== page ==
blocking events on the two routes can be considered to be
independent. It is also good for fault tolerance. If one route
fails, the connection can be rerouted to another route. For
each topology, we compare the performance of the WLCR-FF
algorithm to the shortest path routing (SP-FF), fixed-alternate
routing (FA-FF) and least-loaded routing (LLR-FF)
algorithms under three different environments: no wavelength
conversion, sparse wavelength conversion and full
wavelength conversion. In the case of sparse wavelength
conversion, the proposed MBPF converter placement
algorithm is employed to place a limited number of
wavelength converters into the network.
A. Blocking Performance Analysis of the Ring Topology
Fig. 3(a) depicts the blocking performance of different
RWA algorithms in an 8-node ring network without
wavelength conversion. We can observe that the FA-FF,
LLR-FF and WLCR-FF algorithms work much better than the
SP-FF algorithm. This can be explained as follows: when the
traffic load is low, the main reason of a blocking event is that
there is no common free wavelength among the links along
the route. When we provide two candidate routes for a node
pair, the blocking events of these two routes can be
considered to be independent. Hence the blocking probability
can be decreased a lot. Another observation is that the
performance of WLCR-FF is very close to that of the LLR-
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1
2
3
4
5
6
7
8

1
2
3
4
5
6
7
8
9
10
11
12
13
14
15
16
17
18
19
20
21
22
23
24
25

(a) An 8-node ring network (b) A 25-node mesh-torus network

1
2
3
4
5
6
7
8 9
10
11 12
13
14

1
2
3
4
5
6
7
8
9
10
11
12
13
14
15 16
17
18
19

(c) 14-node NSFNET network (d) 19-node European Optical Network (EON)
Fig. 2. Network Topologies
FF, which is better than the FA-FF algorithm. Dynamic RWA
algorithms can improve the blocking performance because
more wavelengths are left free for future connections.

Fig. 3(b) shows the network blocking probability versus
the total traffic load when there are 4 wavelength converters
in the ring network. According to the MBPF converter
placement algorithm, these 4 converters are placed at nodes
(1, 3, 5, 7). An important observation is that the blocking
probability of the LLR-FF algorithm increases rapidly when
the traffic load increases. The performance of the LLR-FF
algorithm is even worse than that of the FA-FF algorithm.
However, the WLCR-FF algorithm can still achieve better
performance than the FA-FF algorithm. The drawback of the
LLR-FF algorithm in the environment of sparse wavelength
conversion is that, they make a route decision based on the
information of free wavelengths only and they don’t consider
the length of each route. For most node pairs in a ring
topology, one route is very short and another route is very
long. The LLR-FF algorithm is likely to use too many long
routes and thus consume too many resources. On the opposite,
the WLCR-FF algorithm takes into account the length of each
route and avoids using too many long routes. Thus the
WLCR-FF can achieve the best blocking performance.
The performances of different RWA algorithms in the
case of full conversion are shown in Fig. 3(c). In the full
conversion network, there is no wavelength continuity
constraint. For the same reason, the LLR-FF algorithm uses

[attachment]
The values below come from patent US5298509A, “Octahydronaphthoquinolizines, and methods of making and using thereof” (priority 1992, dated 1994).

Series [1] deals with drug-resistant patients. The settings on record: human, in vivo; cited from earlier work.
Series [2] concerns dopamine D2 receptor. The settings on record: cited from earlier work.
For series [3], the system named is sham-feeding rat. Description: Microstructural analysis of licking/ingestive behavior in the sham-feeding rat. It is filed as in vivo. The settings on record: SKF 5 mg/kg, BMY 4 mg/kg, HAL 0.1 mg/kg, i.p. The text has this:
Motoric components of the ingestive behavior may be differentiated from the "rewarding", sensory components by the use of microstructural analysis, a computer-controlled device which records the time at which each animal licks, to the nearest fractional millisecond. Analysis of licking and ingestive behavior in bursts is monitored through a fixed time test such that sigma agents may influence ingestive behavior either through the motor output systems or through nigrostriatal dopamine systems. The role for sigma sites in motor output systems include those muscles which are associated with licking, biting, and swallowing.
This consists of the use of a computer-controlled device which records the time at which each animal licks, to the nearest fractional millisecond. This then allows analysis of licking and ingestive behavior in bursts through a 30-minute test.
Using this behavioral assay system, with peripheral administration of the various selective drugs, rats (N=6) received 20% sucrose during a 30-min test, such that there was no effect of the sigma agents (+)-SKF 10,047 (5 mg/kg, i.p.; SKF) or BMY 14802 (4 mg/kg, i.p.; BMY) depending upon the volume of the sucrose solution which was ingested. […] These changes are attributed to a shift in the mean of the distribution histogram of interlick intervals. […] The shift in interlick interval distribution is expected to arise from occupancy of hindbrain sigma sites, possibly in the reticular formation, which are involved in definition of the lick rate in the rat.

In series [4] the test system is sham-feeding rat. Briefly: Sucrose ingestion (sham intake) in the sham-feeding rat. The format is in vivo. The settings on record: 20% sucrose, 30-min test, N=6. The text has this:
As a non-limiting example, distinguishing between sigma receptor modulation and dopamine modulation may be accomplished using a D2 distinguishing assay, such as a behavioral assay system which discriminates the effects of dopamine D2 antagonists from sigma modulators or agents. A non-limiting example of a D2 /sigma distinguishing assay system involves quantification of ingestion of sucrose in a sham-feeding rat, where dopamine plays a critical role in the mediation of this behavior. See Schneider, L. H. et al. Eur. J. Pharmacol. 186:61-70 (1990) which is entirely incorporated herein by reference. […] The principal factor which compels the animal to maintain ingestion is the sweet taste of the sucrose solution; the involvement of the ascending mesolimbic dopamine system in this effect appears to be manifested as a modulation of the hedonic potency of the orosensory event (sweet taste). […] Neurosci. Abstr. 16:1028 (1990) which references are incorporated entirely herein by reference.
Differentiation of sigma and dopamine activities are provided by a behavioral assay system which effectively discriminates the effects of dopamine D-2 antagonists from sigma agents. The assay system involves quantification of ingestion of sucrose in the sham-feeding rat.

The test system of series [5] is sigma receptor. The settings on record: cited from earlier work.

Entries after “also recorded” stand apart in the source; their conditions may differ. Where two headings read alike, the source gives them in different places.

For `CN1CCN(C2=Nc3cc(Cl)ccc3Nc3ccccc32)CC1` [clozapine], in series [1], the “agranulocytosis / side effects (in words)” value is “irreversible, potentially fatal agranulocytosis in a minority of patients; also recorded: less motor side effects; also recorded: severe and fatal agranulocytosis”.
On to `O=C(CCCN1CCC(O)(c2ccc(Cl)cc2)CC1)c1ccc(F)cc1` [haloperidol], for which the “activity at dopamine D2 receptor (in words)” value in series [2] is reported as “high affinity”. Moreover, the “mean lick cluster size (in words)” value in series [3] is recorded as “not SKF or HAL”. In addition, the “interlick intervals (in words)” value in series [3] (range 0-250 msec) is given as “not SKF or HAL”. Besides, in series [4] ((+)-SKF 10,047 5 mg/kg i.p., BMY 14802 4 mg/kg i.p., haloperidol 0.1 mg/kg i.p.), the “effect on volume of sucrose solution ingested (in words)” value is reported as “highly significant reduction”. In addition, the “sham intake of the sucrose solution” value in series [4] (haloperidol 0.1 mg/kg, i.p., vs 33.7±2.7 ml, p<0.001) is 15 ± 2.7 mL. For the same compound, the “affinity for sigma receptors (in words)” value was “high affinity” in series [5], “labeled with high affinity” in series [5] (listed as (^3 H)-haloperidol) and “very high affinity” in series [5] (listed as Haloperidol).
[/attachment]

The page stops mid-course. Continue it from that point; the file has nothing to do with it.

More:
too many long routes and increases the blocking probability
dramatically. We can observe that the performance of LLR-
FF algorithm is worse than the SP-FF algorithm when the
total traffic load is beyond 100 Erlangs. The WLCR-FF
algorithm works very well under full wavelength conversion.

If we compare the three figures in Fig. 3, we can observe
that wavelength conversion doesn’t help much in ring
topology. This result is consistent with the conclusion in [13].
Another observation is that the performance of sparse
wavelength conversion with MBPF wavelength converter
placement algorithm is very close to the performance of full
wavelength conversion in the ring topology.
B.
Blocking Performance Analysis of the Mesh-Torus

Topology

The performances of different RWA algorithms in mesh-
torus network in the environments of no wavelength
conversion, sparse wavelength conversion and full
wavelength conversion are depicted in Fig. 4. We omit the
curve of SP-FF algorithm in these three figures, simply
because that in mesh-torus networks, the blocking probability
of SP-FF algorithms is too large compared to the FA-FF,
LLR-FF and WLCR-FF algorithms.
From all these three figures, we can observe that both
LLR-FF and WLCR-FF algorithms can improve the blocking
performance significantly compared to the FA-FF algorithm.
Mesh-torus network is much denser than the ring network.
When the FA-FF algorithm is used, most of the traffic will be
distributed to the shortest route between each pair of nodes,
resulting that some links are seldom utilized. Dynamic RWA
algorithms can distribute the traffic more evenly to all the
links, and more free wavelengths are left for future
connections. Thus they can decrease the blocking probability
significantly.
From Fig. 4(b) and Fig. 4(c), we can also observe that the
WLCR-FF algorithm can achieve better blocking
performance than the LLR-FF algorithm in the cases of sparse
conversion and full conversion. In the case of sparse
conversion, we investigate the average performance of all the
possible wavelength converter placement schemes besides the
MBPF scheme. We can see that the blocking probability can
be decreased 15-25% if the WLCR-FF algorithm is used
instead of the LLR-FF algorithm. This is because the WLCR-
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0.01
0.02
0.03
0.04
0.05
80
85
90
95
100
Blocking Probability
Load in Erlan
g
SP-FF